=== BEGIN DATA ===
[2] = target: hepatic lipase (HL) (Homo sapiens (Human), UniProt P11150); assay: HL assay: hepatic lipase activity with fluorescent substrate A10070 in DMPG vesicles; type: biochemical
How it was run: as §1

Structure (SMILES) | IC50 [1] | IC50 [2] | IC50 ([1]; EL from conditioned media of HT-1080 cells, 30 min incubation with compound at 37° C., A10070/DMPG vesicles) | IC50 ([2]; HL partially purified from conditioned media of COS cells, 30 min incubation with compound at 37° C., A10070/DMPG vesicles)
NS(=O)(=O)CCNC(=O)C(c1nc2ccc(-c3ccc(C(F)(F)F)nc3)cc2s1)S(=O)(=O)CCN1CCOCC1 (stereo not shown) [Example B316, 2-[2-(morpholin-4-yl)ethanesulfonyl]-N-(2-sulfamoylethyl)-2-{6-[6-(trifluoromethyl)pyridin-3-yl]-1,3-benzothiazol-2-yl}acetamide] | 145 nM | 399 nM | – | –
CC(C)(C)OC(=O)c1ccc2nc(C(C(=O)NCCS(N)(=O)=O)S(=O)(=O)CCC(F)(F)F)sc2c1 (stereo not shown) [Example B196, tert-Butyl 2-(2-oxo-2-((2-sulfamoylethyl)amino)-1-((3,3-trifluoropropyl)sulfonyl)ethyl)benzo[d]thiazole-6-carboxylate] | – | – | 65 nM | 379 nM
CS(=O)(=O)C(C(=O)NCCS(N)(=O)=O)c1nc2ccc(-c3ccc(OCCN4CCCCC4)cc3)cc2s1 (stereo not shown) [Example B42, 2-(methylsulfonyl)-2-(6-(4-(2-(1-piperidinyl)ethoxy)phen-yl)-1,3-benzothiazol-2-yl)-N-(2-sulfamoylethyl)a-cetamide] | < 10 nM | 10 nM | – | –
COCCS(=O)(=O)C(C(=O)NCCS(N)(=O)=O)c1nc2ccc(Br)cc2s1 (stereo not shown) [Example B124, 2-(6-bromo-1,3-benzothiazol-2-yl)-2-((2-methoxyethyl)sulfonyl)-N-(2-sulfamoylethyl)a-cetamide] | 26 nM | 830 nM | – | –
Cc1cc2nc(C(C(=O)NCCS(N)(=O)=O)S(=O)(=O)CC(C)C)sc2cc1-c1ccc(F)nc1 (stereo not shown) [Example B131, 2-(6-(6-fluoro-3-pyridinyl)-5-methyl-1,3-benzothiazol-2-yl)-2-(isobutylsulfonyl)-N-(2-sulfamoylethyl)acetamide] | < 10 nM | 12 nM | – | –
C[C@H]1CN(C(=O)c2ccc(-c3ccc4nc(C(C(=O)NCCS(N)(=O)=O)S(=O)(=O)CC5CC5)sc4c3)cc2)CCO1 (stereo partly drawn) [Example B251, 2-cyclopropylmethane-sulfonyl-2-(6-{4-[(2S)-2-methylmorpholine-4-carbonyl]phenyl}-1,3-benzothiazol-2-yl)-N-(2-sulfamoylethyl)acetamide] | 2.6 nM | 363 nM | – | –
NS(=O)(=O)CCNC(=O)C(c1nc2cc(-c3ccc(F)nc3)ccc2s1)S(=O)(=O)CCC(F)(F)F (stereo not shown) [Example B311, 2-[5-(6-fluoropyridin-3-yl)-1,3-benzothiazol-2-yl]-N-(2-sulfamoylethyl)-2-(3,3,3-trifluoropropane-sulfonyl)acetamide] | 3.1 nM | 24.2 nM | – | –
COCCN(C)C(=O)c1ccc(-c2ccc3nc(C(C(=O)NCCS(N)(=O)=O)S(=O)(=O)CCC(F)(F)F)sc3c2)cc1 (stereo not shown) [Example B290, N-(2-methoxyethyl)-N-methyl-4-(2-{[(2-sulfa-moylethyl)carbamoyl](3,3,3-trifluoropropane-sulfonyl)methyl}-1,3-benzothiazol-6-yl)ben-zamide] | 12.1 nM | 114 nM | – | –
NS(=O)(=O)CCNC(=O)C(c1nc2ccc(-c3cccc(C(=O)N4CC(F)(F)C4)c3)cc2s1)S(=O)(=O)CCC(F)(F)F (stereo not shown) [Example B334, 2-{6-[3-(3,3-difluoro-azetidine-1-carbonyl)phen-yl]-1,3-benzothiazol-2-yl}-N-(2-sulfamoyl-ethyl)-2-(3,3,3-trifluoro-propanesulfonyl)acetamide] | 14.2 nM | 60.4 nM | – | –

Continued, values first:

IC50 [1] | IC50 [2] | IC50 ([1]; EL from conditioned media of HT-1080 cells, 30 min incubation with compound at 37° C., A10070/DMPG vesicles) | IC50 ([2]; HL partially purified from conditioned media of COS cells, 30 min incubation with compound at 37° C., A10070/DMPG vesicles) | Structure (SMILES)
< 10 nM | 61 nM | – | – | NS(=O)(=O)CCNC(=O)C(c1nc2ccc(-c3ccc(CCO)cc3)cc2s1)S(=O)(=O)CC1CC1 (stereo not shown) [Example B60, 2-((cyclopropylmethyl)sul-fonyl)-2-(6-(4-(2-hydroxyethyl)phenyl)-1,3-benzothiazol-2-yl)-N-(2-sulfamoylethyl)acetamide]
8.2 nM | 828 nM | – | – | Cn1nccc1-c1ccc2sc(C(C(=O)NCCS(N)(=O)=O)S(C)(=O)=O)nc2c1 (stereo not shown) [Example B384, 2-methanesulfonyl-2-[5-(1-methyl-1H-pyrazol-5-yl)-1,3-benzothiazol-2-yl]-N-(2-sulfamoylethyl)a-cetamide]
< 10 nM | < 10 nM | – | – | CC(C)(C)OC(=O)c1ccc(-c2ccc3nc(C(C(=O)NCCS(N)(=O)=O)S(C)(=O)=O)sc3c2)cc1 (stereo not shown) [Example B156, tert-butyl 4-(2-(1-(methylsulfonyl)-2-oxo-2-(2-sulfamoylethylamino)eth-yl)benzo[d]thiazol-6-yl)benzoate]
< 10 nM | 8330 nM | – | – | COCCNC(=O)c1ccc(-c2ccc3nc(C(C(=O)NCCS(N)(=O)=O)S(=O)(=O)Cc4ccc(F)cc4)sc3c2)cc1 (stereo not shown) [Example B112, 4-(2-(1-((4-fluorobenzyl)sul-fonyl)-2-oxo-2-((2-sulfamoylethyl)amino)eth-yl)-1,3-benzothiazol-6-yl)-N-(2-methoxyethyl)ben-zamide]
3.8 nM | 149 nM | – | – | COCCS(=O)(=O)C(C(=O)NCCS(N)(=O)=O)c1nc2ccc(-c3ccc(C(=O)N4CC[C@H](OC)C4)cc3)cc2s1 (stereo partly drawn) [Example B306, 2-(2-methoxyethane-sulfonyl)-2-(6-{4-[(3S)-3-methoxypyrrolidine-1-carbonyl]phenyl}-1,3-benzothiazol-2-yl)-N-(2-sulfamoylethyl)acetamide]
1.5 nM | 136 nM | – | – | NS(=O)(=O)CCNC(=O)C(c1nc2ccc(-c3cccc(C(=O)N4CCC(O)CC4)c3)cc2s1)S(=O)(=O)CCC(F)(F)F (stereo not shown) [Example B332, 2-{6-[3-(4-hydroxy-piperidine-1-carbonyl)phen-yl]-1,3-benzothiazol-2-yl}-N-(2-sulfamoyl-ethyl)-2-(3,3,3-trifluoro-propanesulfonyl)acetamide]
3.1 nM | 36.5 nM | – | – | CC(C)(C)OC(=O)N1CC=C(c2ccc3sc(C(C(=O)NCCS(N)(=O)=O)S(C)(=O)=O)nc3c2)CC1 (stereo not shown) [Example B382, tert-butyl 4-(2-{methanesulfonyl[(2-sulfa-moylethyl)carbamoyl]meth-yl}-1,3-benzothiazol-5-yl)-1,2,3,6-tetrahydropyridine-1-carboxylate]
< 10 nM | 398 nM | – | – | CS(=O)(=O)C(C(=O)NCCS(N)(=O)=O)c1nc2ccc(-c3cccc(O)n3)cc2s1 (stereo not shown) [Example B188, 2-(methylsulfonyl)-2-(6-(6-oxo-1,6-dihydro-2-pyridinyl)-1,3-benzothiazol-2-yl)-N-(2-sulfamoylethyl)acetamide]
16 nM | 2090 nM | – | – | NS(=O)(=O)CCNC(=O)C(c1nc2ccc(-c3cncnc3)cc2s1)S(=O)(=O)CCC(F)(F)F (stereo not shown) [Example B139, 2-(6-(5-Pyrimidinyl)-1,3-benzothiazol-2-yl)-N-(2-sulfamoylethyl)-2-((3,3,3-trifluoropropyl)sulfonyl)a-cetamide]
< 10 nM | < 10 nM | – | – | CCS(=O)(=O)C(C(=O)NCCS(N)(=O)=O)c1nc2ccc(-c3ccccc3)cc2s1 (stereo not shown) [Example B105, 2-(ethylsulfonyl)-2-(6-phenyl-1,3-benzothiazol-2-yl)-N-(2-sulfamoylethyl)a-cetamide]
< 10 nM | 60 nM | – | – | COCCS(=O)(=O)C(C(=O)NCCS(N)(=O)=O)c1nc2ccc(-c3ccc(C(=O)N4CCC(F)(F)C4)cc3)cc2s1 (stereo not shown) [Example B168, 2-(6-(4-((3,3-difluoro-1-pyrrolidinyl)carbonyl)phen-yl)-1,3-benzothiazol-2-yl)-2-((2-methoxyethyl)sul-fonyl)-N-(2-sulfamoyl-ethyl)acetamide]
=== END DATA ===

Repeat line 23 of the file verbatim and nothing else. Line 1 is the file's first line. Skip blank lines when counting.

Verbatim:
16 nM | 2090 nM | – | – | NS(=O)(=O)CCNC(=O)C(c1nc2ccc(-c3cncnc3)cc2s1)S(=O)(=O)CCC(F)(F)F (stereo not shown) [Example B139, 2-(6-(5-Pyrimidinyl)-1,3-benzothiazol-2-yl)-N-(2-sulfamoylethyl)-2-((3,3,3-trifluoropropyl)sulfonyl)a-cetamide]